How much home can you afford? The answer is a combination of many factors, but properly dialing in a budget is a good first step that can be easier than you think.

 

How Much Can I Afford?Setting a proper budget prior to beginning a home search is an important early step in the process that can make your search more efficient and help you balance priorities.  The good news is that arriving at a ballpark number need not involve tedious expense accounting or a deep dive.

By factoring in a few key data points you can establish a range that can help you vet properties and better understand their potential impact to your lifestyle and your bottom line.

Tip One: Reject the Rule of Thumb

Many may be familiar with conventional wisdom that states that you should spend no more than 25%-30% of your income on a mortgage payment. While this passes as decent advice, there are several inherent issues with this math. First, depending on your additional debt service, credit history and other factors, lenders may simply choose not to lend you that much. Second, approaching any purchase with the “what’s the most I can spend?” mindset can prove foolhardy. While the 25% limit is a good disqualifier of any payment that exceeds it, it isn’t a great way to set a budget.

Tip Two: Understand your Cash Flow

So how can you begin to set a budget? A good starting place is via some high level cash flow analysis using your online banking app. Today nearly every major bank has built-in tools that automatically categorize your expenses and can help you understand your take home pay and other important metrics. These can be invaluable in budgeting for a new house payment.

With only a few clicks on a bank app, you can approximate your average monthly income and expenses over time.  Digging even slightly into these numbers can be eye-opening and identify how much money you are devoting to rent or housing today, how much is available and most importantly, where to find more. By investing a little time to understand your budget, you can reverse engineer an acceptable payment.   

Tip Three: Know your Buying Power

Now that you understand what type of payment you can afford, you need to see what type of home that may support. While any mortgage lender would be happy to put your finances through their paces, dissect your tax returns and tell you exactly how much home you qualify for, the very outset of a home search may not be the time for such a detailed discussion. This doesn’t mean your mortgage pro is of no use to you. While they prefer to speak in absolutes, nearly all of them will help you spitball numbers to understand a theoretical bottom line.

To arrive at yours, simply present the amount you are comfortable spending per month, share your expected down payment and ask them to run the numbers based on prevailing rates. Make sure they include estimates for insurance and taxes in your payment.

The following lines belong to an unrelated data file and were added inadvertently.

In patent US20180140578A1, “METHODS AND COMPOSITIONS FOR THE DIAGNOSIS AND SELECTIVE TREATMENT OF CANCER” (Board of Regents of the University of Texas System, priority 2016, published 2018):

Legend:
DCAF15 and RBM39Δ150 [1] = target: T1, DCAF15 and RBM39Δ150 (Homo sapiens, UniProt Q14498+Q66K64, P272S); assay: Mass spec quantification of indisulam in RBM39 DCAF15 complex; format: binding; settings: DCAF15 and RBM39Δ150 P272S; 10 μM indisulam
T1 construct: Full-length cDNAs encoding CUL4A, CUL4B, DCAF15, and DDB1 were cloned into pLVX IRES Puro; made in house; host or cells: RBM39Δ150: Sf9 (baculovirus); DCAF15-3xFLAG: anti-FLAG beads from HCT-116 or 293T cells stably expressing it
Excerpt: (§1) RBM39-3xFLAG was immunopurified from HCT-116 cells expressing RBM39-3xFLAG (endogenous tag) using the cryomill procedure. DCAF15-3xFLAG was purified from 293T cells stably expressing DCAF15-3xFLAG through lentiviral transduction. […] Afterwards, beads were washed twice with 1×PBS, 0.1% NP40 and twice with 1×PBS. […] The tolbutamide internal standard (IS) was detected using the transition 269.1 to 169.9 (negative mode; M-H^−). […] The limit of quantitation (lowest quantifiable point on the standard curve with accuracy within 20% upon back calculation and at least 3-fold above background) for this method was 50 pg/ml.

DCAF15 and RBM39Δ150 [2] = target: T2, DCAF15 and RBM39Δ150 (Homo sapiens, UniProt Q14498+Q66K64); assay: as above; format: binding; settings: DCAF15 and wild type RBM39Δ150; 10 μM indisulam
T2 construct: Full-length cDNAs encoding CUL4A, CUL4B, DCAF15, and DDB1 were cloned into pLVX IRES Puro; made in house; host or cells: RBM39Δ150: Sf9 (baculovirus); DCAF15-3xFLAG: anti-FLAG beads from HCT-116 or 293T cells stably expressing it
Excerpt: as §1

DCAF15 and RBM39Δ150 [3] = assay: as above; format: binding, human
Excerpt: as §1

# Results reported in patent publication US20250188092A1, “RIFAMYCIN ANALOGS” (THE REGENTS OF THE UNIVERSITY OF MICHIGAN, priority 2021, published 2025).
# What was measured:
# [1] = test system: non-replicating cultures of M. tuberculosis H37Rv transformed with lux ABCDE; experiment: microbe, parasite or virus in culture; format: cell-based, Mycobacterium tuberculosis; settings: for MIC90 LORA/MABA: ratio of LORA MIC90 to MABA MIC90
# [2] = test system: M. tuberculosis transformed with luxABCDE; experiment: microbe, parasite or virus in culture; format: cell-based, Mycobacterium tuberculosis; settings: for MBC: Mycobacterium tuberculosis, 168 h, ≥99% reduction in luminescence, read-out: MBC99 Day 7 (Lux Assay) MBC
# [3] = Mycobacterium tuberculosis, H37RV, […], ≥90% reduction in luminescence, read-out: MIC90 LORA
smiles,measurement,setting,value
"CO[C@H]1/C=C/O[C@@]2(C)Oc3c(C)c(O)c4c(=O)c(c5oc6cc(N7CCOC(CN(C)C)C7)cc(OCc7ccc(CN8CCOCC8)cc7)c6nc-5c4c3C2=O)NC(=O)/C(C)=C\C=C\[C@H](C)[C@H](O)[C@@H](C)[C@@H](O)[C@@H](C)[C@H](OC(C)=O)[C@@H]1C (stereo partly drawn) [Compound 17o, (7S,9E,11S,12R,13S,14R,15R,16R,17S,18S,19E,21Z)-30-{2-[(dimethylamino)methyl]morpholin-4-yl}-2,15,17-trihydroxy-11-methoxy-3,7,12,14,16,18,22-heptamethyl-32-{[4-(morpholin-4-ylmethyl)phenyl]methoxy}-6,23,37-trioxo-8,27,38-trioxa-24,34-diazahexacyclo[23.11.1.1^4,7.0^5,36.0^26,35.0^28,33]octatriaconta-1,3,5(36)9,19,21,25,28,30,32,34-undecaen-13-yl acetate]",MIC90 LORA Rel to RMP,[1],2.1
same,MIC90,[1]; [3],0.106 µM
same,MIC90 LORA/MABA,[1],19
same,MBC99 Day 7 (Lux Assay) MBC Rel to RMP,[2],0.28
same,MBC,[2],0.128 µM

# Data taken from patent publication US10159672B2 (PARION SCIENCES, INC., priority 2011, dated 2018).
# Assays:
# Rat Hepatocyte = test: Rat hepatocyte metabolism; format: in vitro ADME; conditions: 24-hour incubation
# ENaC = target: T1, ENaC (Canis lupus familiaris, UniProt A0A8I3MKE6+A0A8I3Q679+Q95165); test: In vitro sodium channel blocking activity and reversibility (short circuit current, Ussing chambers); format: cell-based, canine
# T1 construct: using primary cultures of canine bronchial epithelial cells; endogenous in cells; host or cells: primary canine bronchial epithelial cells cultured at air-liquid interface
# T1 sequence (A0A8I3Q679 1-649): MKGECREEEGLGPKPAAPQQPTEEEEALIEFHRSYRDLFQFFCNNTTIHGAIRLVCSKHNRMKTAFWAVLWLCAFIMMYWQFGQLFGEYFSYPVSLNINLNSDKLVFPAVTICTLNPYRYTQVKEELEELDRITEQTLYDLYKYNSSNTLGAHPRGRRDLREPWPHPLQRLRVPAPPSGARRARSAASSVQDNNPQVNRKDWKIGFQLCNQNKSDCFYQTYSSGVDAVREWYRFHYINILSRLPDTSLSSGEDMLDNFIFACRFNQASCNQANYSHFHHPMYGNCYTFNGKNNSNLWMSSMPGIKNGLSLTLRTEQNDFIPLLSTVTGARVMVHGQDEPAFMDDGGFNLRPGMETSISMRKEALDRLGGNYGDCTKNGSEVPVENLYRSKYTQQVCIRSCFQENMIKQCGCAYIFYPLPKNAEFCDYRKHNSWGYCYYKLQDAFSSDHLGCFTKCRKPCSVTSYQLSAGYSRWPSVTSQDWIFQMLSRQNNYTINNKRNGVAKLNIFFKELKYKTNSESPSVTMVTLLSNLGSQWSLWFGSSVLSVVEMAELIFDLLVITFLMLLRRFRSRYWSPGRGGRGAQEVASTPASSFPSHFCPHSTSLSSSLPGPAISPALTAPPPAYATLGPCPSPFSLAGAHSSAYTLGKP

To find tax rates and other details, it may help to preview some active listings and use real numbers-- even if they are for a home you have no intention of purchasing.  Ask your mortgage lender to share the impact that changes to term of loan and other factors may present. 

Housing Budget

Tip Four: Begin your Search (but watch your step)

Armed with an idea of your payment and budget you are now ready to begin your search. Keep in mind that making an apples to apples comparison of homes requires you to keep a few additional things in mind. While rate, term and purchase price amount are obviously huge factors in determining a monthly mortgage payment, other factors can play in as well:

Property Tax- Annual property tax can make two strikingly similar listings deliver markedly different mortgage payments. Taxes should be considered early in the process, and you should make sure to include 1/12th of the annual property tax amount in any projection.

HOA Fees- Depending on your search area, some homes may include an HOA fee for community services. These will be disclosed with every listing and their impact should also be carefully considered.

Insurance- You may want to ask your insurance agent to estimate homeowner insurance rates based on the value of home you are targeting. This can help project a payment with even greater detail. You should also understand that if you are planning to put less than 20% down on a home you may also be subject to Private Mortgage Insurance.

Experienced Agent with Local Expertise

Defining a budget is an important early step in the home buying process but one that need not be taken alone.   While the tips above can help you approximate a simple budget, to truly understand your options, it may make sense to meet with a real estate agent. He or she can help you understand mortgage options, connect with finance resources, refine your wish list, understand your target area, build a custom search and much more.

Zach Adams has extensive experience in the west metro of Minneapolis helping families like yours with issues like these. He is laser-focused on Eden Prairie, Plymouth, Maple Grove, Minnetonka and the surrounding communities.  His wisdom is built upon 100s of local transactions and can help you to understand the often complex world of residential real estate in this area.

A free consultation with Zach is a value-add no matter where you are in this process. He’d love to help you define next steps, create a custom timeline and align the resources you’ll need to find the home of your dreams.

 Contact Zach today to get started.